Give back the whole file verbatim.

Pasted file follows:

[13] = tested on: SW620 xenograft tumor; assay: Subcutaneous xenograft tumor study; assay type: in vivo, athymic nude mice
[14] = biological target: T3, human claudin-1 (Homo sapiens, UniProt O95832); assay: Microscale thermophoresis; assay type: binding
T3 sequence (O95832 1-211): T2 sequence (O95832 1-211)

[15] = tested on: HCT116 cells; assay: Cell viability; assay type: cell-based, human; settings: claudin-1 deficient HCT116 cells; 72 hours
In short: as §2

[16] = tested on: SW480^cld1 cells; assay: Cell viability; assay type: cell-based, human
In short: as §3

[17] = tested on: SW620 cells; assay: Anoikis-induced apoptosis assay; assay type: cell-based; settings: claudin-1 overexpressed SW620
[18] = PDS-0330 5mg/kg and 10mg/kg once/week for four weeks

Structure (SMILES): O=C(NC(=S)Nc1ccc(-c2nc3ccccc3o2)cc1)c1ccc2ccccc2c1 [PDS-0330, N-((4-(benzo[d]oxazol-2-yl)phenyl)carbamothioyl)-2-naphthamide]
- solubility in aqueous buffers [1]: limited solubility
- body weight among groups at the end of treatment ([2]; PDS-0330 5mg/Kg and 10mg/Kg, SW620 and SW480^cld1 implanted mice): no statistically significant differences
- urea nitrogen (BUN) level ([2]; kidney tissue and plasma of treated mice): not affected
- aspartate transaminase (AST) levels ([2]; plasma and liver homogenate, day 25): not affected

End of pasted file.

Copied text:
[13] = tested on: SW620 xenograft tumor; assay: Subcutaneous xenograft tumor study; assay type: in vivo, athymic nude mice
[14] = biological target: T3, human claudin-1 (Homo sapiens, UniProt O95832); assay: Microscale thermophoresis; assay type: binding
T3 sequence (O95832 1-211): T2 sequence (O95832 1-211)

[15] = tested on: HCT116 cells; assay: Cell viability; assay type: cell-based, human; settings: claudin-1 deficient HCT116 cells; 72 hours
In short: as §2

[16] = tested on: SW480^cld1 cells; assay: Cell viability; assay type: cell-based, human
In short: as §3

[17] = tested on: SW620 cells; assay: Anoikis-induced apoptosis assay; assay type: cell-based; settings: claudin-1 overexpressed SW620
[18] = PDS-0330 5mg/kg and 10mg/kg once/week for four weeks

Structure (SMILES): O=C(NC(=S)Nc1ccc(-c2nc3ccccc3o2)cc1)c1ccc2ccccc2c1 [PDS-0330, N-((4-(benzo[d]oxazol-2-yl)phenyl)carbamothioyl)-2-naphthamide]
- solubility in aqueous buffers [1]: limited solubility
- body weight among groups at the end of treatment ([2]; PDS-0330 5mg/Kg and 10mg/Kg, SW620 and SW480^cld1 implanted mice): no statistically significant differences
- urea nitrogen (BUN) level ([2]; kidney tissue and plasma of treated mice): not affected
- aspartate transaminase (AST) levels ([2]; plasma and liver homogenate, day 25): not affected